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David A. Kaplan with The Most Dangerous Branch: Inside the Supreme Court’s Assault on the Constitution
November 13, 2018
David A. Kaplan was a senior editor and legal affairs correspondent at Newsweek for 20 years; while there, he wrote 24 cover stories on the court and other topics. Later he was a contributing editor at Fortune, where he wrote long-form profiles of Charlie Rose, Howard Schultz, David Geffin, and David Boies, among others. He is the author of the national bestseller The Silicon Boys; an account of the 2000 presidential election, The Accidental President (on which the HBO feature film Recount was based); and Bigger, about the largest sailboat in history, which won the Loeb Award for Best Business Book of 2008.
About The Most Dangerous Branch: Inside the Supreme Court’s Assault on the Constitution
In the tradition of The Nine and The Brethren, David A. Kaplan takes us into the secret world of the Supreme Court. He shows how too often the nine justices subvert the role of other branches of government—and how we’ve come to accept that at our peril.
Never before has the Court been more central in American life. It is the nine justices who too often now decide the controversial issues of our time—from abortion and same-sex marriage, to gun control, campaign finance and voting rights. The Court is so crucial that many voters in 2016 made their choice based on whom they thought their presidential candidate would name to the Court. Donald Trump picked Neil Gorsuch—the key decision of his new administration. The next justice—replacing Anthony Kennedy—will be even more important, holding the swing vote over so much social policy. Is that really how democracy is supposed to work?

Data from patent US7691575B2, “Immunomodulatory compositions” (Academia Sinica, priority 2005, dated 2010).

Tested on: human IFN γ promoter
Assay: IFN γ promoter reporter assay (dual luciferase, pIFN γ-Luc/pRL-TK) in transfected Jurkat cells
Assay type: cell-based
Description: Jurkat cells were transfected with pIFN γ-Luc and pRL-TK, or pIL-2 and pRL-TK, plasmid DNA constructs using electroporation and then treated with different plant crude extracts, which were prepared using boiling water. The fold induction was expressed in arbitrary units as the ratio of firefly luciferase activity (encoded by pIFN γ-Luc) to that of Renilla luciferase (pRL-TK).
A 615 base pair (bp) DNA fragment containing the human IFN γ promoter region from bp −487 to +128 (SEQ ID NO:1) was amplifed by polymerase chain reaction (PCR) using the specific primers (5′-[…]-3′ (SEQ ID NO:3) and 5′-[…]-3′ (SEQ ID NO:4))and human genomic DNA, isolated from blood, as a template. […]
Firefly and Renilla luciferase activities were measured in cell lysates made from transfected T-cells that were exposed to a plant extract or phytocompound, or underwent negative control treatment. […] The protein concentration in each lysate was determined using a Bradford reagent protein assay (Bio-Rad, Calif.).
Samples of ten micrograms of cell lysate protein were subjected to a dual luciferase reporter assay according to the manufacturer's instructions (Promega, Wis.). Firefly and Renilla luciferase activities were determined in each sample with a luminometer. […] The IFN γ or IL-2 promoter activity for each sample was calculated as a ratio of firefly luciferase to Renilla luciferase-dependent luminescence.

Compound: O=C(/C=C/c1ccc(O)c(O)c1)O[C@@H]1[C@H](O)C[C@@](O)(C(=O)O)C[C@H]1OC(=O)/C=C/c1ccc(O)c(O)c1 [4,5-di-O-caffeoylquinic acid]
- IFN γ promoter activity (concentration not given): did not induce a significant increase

Based on exclusive interviews with the justices and dozens of their law clerks, Kaplan provides fresh details about life behind the scenes at the Court – Clarence Thomas’s simmering rage, Antonin Scalia’s death, Ruth Bader Ginsburg’s celebrity, Breyer Bingo, the petty feuding between Gorsuch and the chief justice, and what John Roberts thinks of his critics.
Kaplan presents a sweeping narrative of the justices’ aggrandizement of power over the decades – from Roe v. Wade to Bush v. Gore to Citizens United. But the arrogance of the Court isn’t partisan: Conservative and liberal justices alike are guilty of overreach. Challenging conventional wisdom about the Court’s transcendent power, The Most Dangerous Branch is sure to rile both sides of the political aisle.